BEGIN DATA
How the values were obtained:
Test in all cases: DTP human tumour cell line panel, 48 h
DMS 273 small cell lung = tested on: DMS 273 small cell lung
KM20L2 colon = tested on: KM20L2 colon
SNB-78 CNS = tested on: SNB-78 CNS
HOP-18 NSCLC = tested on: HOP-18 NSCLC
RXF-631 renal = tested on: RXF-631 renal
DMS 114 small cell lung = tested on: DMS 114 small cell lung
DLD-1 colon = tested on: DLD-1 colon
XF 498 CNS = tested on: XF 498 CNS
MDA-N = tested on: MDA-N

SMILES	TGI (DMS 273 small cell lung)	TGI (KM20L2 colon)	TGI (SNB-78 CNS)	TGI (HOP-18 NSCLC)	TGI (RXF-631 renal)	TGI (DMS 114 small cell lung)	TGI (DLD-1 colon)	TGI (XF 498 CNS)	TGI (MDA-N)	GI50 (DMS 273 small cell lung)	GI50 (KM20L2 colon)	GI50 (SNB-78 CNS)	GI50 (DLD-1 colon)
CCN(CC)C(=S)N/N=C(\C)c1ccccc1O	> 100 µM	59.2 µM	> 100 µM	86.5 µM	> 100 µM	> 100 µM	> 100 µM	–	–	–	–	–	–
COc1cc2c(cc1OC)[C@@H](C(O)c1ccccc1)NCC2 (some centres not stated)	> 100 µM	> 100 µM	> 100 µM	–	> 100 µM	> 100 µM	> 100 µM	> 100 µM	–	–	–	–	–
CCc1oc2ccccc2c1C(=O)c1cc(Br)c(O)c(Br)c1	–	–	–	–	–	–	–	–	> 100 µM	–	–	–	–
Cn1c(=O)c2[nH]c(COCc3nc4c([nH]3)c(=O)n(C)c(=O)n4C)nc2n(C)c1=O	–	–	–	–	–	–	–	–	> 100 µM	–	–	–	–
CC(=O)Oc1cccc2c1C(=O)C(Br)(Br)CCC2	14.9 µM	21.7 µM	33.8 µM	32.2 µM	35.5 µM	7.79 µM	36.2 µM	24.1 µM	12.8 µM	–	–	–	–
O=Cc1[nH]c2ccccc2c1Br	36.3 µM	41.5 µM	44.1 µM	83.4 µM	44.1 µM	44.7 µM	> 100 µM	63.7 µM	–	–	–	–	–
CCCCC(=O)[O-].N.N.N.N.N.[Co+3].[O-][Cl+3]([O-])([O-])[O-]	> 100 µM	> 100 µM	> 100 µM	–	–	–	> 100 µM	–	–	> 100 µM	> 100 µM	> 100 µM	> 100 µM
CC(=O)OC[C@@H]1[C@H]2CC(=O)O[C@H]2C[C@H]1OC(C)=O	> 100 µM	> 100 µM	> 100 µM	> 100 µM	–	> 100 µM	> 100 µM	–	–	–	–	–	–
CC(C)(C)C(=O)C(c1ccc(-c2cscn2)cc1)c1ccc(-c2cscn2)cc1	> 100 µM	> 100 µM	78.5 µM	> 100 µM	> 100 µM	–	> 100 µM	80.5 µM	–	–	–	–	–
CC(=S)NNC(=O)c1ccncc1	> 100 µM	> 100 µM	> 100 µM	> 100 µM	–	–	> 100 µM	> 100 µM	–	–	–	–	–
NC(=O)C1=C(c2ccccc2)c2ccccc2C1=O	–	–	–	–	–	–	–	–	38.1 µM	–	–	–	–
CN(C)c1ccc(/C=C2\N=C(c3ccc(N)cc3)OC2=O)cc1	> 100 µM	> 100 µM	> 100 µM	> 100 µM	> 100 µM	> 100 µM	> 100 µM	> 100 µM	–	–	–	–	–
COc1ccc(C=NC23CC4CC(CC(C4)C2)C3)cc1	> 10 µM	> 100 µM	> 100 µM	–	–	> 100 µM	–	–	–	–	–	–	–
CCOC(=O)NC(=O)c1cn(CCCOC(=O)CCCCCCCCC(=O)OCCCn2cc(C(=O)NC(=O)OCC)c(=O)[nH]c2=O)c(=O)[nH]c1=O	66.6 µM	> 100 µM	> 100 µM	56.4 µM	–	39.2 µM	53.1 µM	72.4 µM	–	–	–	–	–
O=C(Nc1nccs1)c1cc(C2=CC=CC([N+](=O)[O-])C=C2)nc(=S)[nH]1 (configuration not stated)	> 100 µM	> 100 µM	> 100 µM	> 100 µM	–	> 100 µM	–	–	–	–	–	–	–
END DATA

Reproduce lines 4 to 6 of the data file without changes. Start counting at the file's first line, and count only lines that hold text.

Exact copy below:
KM20L2 colon = tested on: KM20L2 colon
SNB-78 CNS = tested on: SNB-78 CNS
HOP-18 NSCLC = tested on: HOP-18 NSCLC